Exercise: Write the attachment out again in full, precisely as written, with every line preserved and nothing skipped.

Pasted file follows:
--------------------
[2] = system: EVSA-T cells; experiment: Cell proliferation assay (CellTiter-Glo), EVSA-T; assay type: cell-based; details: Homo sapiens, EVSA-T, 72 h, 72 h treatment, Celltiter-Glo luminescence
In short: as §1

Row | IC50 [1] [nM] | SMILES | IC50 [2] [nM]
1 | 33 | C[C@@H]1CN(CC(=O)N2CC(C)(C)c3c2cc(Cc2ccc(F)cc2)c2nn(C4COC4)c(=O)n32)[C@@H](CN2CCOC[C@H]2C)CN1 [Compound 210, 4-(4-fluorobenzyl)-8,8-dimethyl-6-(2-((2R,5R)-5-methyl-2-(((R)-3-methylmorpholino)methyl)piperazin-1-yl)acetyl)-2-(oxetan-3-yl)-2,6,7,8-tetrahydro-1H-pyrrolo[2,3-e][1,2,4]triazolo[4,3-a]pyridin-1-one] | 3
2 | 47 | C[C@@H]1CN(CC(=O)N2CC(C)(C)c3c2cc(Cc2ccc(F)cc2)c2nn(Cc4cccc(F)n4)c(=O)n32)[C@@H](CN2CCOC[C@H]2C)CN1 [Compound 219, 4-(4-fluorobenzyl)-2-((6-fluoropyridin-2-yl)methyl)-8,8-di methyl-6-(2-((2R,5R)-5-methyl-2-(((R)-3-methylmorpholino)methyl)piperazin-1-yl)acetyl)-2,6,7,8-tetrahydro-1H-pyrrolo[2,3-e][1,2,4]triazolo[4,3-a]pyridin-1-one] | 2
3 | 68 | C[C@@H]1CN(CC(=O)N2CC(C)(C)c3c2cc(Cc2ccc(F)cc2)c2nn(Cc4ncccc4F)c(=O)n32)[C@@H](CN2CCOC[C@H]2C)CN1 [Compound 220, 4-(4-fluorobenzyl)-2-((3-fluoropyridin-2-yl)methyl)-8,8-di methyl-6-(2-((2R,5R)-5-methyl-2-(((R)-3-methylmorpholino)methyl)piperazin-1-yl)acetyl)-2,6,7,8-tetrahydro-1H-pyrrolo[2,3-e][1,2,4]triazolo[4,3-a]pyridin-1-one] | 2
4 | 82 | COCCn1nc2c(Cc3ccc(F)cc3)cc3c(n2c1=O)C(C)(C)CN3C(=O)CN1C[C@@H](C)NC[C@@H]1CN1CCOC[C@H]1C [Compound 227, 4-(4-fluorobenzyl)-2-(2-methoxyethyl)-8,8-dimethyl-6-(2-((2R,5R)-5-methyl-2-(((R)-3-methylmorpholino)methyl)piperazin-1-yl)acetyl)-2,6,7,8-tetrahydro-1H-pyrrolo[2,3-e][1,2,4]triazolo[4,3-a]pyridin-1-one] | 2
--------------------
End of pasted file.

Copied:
[2] = system: EVSA-T cells; experiment: Cell proliferation assay (CellTiter-Glo), EVSA-T; assay type: cell-based; details: Homo sapiens, EVSA-T, 72 h, 72 h treatment, Celltiter-Glo luminescence
In short: as §1

Row | IC50 [1] [nM] | SMILES | IC50 [2] [nM]
1 | 33 | C[C@@H]1CN(CC(=O)N2CC(C)(C)c3c2cc(Cc2ccc(F)cc2)c2nn(C4COC4)c(=O)n32)[C@@H](CN2CCOC[C@H]2C)CN1 [Compound 210, 4-(4-fluorobenzyl)-8,8-dimethyl-6-(2-((2R,5R)-5-methyl-2-(((R)-3-methylmorpholino)methyl)piperazin-1-yl)acetyl)-2-(oxetan-3-yl)-2,6,7,8-tetrahydro-1H-pyrrolo[2,3-e][1,2,4]triazolo[4,3-a]pyridin-1-one] | 3
2 | 47 | C[C@@H]1CN(CC(=O)N2CC(C)(C)c3c2cc(Cc2ccc(F)cc2)c2nn(Cc4cccc(F)n4)c(=O)n32)[C@@H](CN2CCOC[C@H]2C)CN1 [Compound 219, 4-(4-fluorobenzyl)-2-((6-fluoropyridin-2-yl)methyl)-8,8-di methyl-6-(2-((2R,5R)-5-methyl-2-(((R)-3-methylmorpholino)methyl)piperazin-1-yl)acetyl)-2,6,7,8-tetrahydro-1H-pyrrolo[2,3-e][1,2,4]triazolo[4,3-a]pyridin-1-one] | 2
3 | 68 | C[C@@H]1CN(CC(=O)N2CC(C)(C)c3c2cc(Cc2ccc(F)cc2)c2nn(Cc4ncccc4F)c(=O)n32)[C@@H](CN2CCOC[C@H]2C)CN1 [Compound 220, 4-(4-fluorobenzyl)-2-((3-fluoropyridin-2-yl)methyl)-8,8-di methyl-6-(2-((2R,5R)-5-methyl-2-(((R)-3-methylmorpholino)methyl)piperazin-1-yl)acetyl)-2,6,7,8-tetrahydro-1H-pyrrolo[2,3-e][1,2,4]triazolo[4,3-a]pyridin-1-one] | 2
4 | 82 | COCCn1nc2c(Cc3ccc(F)cc3)cc3c(n2c1=O)C(C)(C)CN3C(=O)CN1C[C@@H](C)NC[C@@H]1CN1CCOC[C@H]1C [Compound 227, 4-(4-fluorobenzyl)-2-(2-methoxyethyl)-8,8-dimethyl-6-(2-((2R,5R)-5-methyl-2-(((R)-3-methylmorpholino)methyl)piperazin-1-yl)acetyl)-2,6,7,8-tetrahydro-1H-pyrrolo[2,3-e][1,2,4]triazolo[4,3-a]pyridin-1-one] | 2